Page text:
Creativity is helpful for those particularly sticky challenges, but it’s also a great approach in daily life. When we get too wrapped up in the minutia of our days, we operate mostly on automatic pilot. Although that’s fine for some things, it’s often not the best approach if we’re feeling fed-up, upset, or generally unmotivated. And, it’s even easier to be swept up in autopilot with all the time most of us are spending at home.
Here are three easy everyday tips to break into our natural creativity.
1. Let go. If you’re trying to solve a problem, whether an external one (re-organising the kitchen, getting that project on track) or an internal one (feeling unmotivated, or frustrated), often the harder and longer we try to tackle it, the more we get stuck. When it’s our inner state, we might get stuck in rumination, going over and over the problem – and whereas the intention is good, the effect is often not. One of my favourite ‘scientific’ models, because of its overly complicated name for such a simple thing, is transient hypofrontality – temporarily not thinking much. That’s not to dismiss the effect though (or the work of Prof. Arne Dietrich who studied it).
When you’re engaged in something like washing up, exercise, or showering, it’s light enough that your brain can also run the more complex work of insight in the background. Most ‘aha’ moments come when we’re not in the heat of the moment, but later when we’re driving, washing up, exercising… When you allow yourself to let go and engage in something functional, it’s like the brain can get down to what it’s really good at.
2. Do something different. It’s easy to think of what we can’t do, but what could you do that’s different from usual? Perhaps you know someone who loves jigsaws, but it’s not your thing, do one anyway; write a poem about a problem you’re working on; get a games lesson from a young person; walk in the woods; make a papier-mache tree, or learn how to say the alphabet backwards. Doing something novel is a great way to allow your mind out of its usual box, and novel experiences enhance our creative insight.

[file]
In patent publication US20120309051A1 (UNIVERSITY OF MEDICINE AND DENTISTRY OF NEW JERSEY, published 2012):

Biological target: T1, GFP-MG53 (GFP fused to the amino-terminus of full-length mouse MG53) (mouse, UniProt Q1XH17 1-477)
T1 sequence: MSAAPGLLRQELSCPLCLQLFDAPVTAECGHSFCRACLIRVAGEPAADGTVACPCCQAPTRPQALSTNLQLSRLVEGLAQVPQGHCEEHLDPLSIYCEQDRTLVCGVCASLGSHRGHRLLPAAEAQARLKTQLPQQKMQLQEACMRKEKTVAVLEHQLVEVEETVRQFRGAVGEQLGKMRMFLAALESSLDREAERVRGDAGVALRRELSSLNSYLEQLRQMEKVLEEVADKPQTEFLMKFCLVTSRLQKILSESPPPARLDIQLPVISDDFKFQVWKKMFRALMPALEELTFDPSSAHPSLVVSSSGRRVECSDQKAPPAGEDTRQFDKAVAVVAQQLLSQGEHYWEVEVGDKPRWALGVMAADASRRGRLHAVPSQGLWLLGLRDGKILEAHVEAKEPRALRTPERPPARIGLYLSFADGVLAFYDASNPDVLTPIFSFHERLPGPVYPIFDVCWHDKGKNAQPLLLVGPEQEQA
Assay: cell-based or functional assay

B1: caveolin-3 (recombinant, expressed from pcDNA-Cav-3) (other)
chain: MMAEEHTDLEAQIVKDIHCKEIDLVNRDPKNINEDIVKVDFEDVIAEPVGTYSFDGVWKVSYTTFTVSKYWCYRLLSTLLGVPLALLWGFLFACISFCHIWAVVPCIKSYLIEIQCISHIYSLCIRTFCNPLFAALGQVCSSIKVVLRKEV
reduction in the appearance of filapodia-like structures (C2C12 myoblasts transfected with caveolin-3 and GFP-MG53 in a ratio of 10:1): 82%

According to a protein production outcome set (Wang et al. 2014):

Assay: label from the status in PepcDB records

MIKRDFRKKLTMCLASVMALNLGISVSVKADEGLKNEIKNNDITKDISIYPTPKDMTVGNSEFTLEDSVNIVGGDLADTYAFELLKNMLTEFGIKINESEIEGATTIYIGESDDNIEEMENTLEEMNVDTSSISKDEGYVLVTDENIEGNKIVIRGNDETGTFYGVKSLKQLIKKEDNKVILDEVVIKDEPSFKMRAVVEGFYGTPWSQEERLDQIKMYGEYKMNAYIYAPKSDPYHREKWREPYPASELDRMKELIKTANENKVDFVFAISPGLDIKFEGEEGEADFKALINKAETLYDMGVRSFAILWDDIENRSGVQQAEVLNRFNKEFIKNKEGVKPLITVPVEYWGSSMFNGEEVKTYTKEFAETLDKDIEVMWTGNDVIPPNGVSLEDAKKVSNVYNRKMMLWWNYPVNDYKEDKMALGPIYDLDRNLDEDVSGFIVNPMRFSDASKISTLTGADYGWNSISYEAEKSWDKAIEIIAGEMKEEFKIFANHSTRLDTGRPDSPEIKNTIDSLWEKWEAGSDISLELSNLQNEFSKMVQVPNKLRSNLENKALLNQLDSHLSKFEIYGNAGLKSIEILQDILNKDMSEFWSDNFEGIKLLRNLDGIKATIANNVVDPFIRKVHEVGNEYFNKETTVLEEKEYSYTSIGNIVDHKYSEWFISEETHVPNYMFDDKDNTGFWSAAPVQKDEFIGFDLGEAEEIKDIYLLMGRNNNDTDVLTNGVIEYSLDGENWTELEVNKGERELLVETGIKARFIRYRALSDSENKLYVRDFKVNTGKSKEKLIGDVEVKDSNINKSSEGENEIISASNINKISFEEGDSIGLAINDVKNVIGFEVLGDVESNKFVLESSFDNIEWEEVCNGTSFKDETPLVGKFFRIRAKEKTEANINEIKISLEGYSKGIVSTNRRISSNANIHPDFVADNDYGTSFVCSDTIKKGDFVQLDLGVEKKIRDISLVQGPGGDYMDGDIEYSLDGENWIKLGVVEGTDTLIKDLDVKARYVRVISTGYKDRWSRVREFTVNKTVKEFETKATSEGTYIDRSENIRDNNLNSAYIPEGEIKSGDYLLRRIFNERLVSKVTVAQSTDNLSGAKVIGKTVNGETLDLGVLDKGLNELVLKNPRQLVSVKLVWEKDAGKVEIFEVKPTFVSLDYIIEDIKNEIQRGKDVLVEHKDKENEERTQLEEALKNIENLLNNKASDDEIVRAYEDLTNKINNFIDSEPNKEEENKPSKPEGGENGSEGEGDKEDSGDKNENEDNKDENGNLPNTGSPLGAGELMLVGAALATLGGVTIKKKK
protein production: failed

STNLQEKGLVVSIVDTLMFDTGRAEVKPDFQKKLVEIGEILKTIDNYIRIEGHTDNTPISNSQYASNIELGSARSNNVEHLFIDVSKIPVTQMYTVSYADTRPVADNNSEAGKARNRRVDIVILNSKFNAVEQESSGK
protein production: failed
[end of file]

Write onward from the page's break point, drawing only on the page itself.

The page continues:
3. Read or watch something creative or uplifting. Just reading about someone creative (recent for me are Elizabeth Gilbert’s Big Magic and The Art of Learning by Josh Waitzkin), watching an imaginative movie, or a movie about someone or something creative, like Dead Poets Society, or Eat, Love, Pray or something else uplifting, Slumdog Millionaire or Pursuit of Happyness perhaps, can also help to break out of that one-track mind. Or delving into some of those TED videos you’ve put on the back-burner.
The pandemic restrictions will ease at some point, so, have a go a nudging your creative-o-meter before all that ‘normal’ stuff floods back in.
(Check out other creativity related posts)